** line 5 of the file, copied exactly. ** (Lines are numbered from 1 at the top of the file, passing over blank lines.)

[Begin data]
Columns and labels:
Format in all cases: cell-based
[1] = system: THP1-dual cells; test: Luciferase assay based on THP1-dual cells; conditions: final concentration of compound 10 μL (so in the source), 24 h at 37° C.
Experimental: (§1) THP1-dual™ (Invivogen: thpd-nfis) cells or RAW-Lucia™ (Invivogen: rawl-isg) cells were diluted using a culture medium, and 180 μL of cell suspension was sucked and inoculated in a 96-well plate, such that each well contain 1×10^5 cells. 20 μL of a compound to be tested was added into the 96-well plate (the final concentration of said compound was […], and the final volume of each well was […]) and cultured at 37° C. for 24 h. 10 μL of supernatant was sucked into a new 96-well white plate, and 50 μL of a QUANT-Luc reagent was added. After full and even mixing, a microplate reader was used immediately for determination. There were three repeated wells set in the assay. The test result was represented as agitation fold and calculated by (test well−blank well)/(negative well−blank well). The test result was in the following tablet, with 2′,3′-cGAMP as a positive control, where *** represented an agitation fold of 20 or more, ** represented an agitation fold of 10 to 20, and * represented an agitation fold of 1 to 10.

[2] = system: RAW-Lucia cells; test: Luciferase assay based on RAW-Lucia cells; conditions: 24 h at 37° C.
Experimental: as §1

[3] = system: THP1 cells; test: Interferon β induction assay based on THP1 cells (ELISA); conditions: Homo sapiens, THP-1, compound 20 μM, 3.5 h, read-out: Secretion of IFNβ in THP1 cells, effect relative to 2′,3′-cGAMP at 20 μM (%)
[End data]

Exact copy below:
[2] = system: RAW-Lucia cells; test: Luciferase assay based on RAW-Lucia cells; conditions: 24 h at 37° C.